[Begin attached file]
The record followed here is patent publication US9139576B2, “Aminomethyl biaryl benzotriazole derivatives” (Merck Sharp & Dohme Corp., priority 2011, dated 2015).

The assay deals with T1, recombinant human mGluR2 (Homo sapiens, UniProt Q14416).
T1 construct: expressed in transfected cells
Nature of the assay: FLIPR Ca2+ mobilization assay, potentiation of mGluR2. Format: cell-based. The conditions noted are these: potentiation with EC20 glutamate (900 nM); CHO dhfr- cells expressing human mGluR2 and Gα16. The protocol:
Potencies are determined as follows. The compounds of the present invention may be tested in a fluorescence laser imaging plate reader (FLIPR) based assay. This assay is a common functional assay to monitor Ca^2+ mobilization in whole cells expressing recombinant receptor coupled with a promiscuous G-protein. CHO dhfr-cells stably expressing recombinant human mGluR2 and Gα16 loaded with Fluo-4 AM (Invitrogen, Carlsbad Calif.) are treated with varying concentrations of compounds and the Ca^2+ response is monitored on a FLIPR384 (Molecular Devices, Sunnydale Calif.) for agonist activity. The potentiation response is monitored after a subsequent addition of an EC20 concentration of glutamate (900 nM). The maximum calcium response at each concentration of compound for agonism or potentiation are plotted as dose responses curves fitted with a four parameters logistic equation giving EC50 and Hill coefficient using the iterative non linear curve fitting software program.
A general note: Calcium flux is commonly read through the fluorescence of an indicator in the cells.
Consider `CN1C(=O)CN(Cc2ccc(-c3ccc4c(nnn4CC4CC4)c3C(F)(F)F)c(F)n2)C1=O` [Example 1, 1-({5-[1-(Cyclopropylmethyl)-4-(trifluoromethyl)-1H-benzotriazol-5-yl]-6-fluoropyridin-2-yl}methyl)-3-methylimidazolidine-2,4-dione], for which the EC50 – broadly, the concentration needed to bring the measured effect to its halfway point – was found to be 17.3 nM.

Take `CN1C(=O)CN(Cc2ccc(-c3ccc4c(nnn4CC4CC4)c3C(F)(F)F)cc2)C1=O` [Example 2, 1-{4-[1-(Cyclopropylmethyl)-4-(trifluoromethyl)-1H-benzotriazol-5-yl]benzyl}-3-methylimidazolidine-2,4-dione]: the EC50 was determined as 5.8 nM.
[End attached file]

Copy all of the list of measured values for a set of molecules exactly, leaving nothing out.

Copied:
The record followed here is patent publication US9139576B2, “Aminomethyl biaryl benzotriazole derivatives” (Merck Sharp & Dohme Corp., priority 2011, dated 2015).

The assay deals with T1, recombinant human mGluR2 (Homo sapiens, UniProt Q14416).
T1 construct: expressed in transfected cells
Nature of the assay: FLIPR Ca2+ mobilization assay, potentiation of mGluR2. Format: cell-based. The conditions noted are these: potentiation with EC20 glutamate (900 nM); CHO dhfr- cells expressing human mGluR2 and Gα16. The protocol:
Potencies are determined as follows. The compounds of the present invention may be tested in a fluorescence laser imaging plate reader (FLIPR) based assay. This assay is a common functional assay to monitor Ca^2+ mobilization in whole cells expressing recombinant receptor coupled with a promiscuous G-protein. CHO dhfr-cells stably expressing recombinant human mGluR2 and Gα16 loaded with Fluo-4 AM (Invitrogen, Carlsbad Calif.) are treated with varying concentrations of compounds and the Ca^2+ response is monitored on a FLIPR384 (Molecular Devices, Sunnydale Calif.) for agonist activity. The potentiation response is monitored after a subsequent addition of an EC20 concentration of glutamate (900 nM). The maximum calcium response at each concentration of compound for agonism or potentiation are plotted as dose responses curves fitted with a four parameters logistic equation giving EC50 and Hill coefficient using the iterative non linear curve fitting software program.
A general note: Calcium flux is commonly read through the fluorescence of an indicator in the cells.
Consider `CN1C(=O)CN(Cc2ccc(-c3ccc4c(nnn4CC4CC4)c3C(F)(F)F)c(F)n2)C1=O` [Example 1, 1-({5-[1-(Cyclopropylmethyl)-4-(trifluoromethyl)-1H-benzotriazol-5-yl]-6-fluoropyridin-2-yl}methyl)-3-methylimidazolidine-2,4-dione], for which the EC50 – broadly, the concentration needed to bring the measured effect to its halfway point – was found to be 17.3 nM.

Take `CN1C(=O)CN(Cc2ccc(-c3ccc4c(nnn4CC4CC4)c3C(F)(F)F)cc2)C1=O` [Example 2, 1-{4-[1-(Cyclopropylmethyl)-4-(trifluoromethyl)-1H-benzotriazol-5-yl]benzyl}-3-methylimidazolidine-2,4-dione]: the EC50 was determined as 5.8 nM.